- The Washington Times - Thursday, July 20, 2006

NICOSIA, Cyprus — They sat, dazed and exhausted by the long voyage and the debilitating noontime heat, next to piles of expensive luggage.

U.S. officials with neckties and badges on sweaty shirts, clipboards in hand, shuffled patiently, recording addresses and Social Security numbers, collecting signatures.

“We’ll get you home as soon as possible,” one repeated.

“Three planeloads left this morning,” a tired blond woman said. “I would like to wash my hair.”

Lebanon was behind, embedded in memories that few of the about 1,000 passengers of the Orient Queen wanted to talk about a day after their cruise ship, hired by the U.S. government, left the harbor of Beirut for the safety of Cyprus.

Still overwhelmed, their nerves frayed, they waited for someone to tell them when and where they would move next.

“Ya haram,” an elderly man clutching a U.S. passport repeated in Arabic. The rough translation is “shame.”

Back in Beirut, U.S. Marines waded ashore on a beach yesterday and evacuated more than 1,000 other Americans to Cyprus, where thousands of foreigners have fled to escape Israeli air strikes across Lebanon.

About 40 lightly armed Marines, aided by Lebanese soldiers, helped the Americans, including many children, to a troop carrier that set sail for the eastern Mediterranean island as two big booms shook the Beirut coastline.

As classical music flowed from the USS Nashville’s loudspeakers, evacuees on the ship’s main deck appeared to be relieved their ordeal was ending, Reuters news agency reported in a dispatch filed from the ship.

“It was total chaos,” said Hisam Ajouz, 18, from Dearborn, Mich. “Everyone was trying to shove their way to the [U.S.] checkpoint. Women were screaming that they had babies, and old people looked like they were on the verge of collapse.”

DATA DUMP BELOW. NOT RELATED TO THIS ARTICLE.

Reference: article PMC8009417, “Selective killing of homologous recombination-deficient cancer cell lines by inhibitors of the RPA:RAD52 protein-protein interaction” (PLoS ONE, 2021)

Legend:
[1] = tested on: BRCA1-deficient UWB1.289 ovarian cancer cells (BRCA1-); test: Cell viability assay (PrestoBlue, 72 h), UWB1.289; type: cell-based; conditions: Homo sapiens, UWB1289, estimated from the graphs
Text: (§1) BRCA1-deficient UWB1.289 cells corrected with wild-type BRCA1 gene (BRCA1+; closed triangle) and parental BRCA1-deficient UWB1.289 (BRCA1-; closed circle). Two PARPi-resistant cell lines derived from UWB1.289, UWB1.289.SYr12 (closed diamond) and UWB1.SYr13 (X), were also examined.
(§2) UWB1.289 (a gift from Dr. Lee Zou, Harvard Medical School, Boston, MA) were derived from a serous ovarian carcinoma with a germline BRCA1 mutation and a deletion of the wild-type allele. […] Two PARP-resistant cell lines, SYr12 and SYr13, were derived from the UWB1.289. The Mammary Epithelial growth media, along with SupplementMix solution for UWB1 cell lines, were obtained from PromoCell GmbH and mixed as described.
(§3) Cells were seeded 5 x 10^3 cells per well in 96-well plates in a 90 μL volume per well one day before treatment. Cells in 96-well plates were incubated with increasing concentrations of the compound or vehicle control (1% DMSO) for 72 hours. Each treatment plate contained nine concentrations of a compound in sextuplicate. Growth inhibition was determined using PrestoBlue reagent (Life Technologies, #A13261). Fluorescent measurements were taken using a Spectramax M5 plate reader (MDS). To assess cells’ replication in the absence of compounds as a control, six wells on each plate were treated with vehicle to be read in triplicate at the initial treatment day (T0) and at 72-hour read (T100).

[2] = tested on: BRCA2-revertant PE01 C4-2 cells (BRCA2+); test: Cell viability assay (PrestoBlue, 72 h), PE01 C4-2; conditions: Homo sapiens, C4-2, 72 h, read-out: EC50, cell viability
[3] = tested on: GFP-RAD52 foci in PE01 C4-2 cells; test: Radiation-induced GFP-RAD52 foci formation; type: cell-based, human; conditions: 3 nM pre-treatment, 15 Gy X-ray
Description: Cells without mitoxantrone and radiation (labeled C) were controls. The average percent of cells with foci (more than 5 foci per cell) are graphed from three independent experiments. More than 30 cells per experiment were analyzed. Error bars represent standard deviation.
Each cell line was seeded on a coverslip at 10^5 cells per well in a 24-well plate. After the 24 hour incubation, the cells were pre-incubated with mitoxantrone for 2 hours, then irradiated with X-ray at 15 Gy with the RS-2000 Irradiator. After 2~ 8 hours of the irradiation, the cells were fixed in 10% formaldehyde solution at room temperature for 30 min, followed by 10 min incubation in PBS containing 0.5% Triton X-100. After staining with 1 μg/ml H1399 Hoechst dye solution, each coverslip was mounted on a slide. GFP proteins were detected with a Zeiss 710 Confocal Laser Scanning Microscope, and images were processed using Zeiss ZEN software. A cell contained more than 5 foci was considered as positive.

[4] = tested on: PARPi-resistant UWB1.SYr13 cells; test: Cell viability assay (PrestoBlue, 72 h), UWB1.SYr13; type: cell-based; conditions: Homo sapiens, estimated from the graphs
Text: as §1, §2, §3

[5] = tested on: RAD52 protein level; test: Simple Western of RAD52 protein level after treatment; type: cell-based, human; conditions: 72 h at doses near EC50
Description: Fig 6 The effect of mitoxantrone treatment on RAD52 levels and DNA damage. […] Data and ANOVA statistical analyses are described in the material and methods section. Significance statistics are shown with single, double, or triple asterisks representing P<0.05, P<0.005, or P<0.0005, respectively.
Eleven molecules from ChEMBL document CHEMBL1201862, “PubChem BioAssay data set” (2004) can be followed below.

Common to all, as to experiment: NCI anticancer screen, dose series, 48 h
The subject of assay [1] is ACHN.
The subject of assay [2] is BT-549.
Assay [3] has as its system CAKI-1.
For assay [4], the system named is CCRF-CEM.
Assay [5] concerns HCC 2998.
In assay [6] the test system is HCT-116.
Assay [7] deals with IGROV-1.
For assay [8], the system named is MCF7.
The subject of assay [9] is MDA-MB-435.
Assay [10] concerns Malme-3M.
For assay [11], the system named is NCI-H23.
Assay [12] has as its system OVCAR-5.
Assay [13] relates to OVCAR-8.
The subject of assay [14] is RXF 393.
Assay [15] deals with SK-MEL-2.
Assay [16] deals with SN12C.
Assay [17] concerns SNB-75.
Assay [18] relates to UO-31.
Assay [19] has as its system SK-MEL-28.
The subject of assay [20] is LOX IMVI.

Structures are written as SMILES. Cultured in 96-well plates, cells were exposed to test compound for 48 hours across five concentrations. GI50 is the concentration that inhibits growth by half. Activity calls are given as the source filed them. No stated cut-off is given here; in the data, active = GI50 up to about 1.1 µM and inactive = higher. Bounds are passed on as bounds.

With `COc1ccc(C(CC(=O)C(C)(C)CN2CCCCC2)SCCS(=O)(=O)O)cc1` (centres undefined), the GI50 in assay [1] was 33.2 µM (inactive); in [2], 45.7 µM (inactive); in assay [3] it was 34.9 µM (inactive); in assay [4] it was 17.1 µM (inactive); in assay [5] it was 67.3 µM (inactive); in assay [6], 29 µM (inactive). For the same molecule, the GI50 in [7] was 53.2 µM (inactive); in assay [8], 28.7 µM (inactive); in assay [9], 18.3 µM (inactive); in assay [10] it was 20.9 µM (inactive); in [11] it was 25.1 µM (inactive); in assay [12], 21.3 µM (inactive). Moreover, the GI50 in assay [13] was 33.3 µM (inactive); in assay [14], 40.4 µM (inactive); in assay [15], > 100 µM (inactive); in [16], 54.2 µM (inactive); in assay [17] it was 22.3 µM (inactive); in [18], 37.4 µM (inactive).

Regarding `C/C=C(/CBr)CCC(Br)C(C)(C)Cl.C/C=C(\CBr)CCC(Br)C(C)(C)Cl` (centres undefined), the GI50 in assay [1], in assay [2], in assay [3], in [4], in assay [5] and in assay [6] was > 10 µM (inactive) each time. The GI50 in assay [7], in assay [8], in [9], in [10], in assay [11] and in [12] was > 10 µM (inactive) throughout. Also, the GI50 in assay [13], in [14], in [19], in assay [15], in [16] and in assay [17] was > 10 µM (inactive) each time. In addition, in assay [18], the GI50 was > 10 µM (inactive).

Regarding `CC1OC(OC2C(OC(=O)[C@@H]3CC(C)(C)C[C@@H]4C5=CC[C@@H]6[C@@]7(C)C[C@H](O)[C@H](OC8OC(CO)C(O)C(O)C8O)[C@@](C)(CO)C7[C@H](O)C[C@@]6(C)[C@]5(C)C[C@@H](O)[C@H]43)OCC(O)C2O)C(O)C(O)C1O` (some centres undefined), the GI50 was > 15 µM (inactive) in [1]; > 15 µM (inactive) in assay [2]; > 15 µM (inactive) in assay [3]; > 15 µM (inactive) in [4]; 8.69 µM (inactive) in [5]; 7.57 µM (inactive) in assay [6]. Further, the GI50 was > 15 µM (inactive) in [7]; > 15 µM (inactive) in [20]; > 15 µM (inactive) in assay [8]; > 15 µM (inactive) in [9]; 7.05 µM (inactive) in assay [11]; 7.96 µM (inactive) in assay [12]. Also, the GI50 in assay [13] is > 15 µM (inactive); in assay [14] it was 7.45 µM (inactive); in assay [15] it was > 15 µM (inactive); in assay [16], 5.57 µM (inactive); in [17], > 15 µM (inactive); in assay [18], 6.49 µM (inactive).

As a destination, Cyprus provides a somewhat incongruous setting for terrified civilians fleeing a war. Its colored billboards advertise the 31st Cyprus International Fair.

The fairgrounds, inactive at this time of year, have been turned into a temporary home for those fleeing Lebanon.

All were said to be U.S. citizens, and many, particularly the elderly, spoke in Arabic. There were old women in traditional Muslim head scarves and young women with worn-out makeup in stylish jeans.

Voices in English and Arabic wafted over the crowd, some sitting on the ground, others seeking shade, waiting to be processed in an enclosed area for formalities.

Many claimed Michigan as their home, saying it was the biggest concentration of Shi’ite Muslims of Lebanese extraction in the United States.

They were visiting their families in Lebanon when “haram” struck.

Amanda, from Dearborn Heights, said the trip aboard the Orient Queen was “terrible because I was hungry.” Here, in one of the spacious buildings of the fairground, she spent a comfortable night in a “real bed” and was given “lamajoun,” a flat, nourishing pizzalike pastry.

Nasri, from Dearborn, recalled a chaotic scene when boarding the Orient Queen “because some passengers panicked.”

In the end, he said, “all went well.”

At noon, the temperature reached 100 degrees. U.S. Embassy guards asked reporters to stay in one group.

At the Sequel restaurant, which normally caters to fair participants, hastily mobilized waitresses were spreading tablecloths and preparing napkins.

“Yallah, habibi,” (“let’s go, darling”) said Patty from Detroit, holding her young son by the hand. Like others quoted in the story, she did not give her last name.

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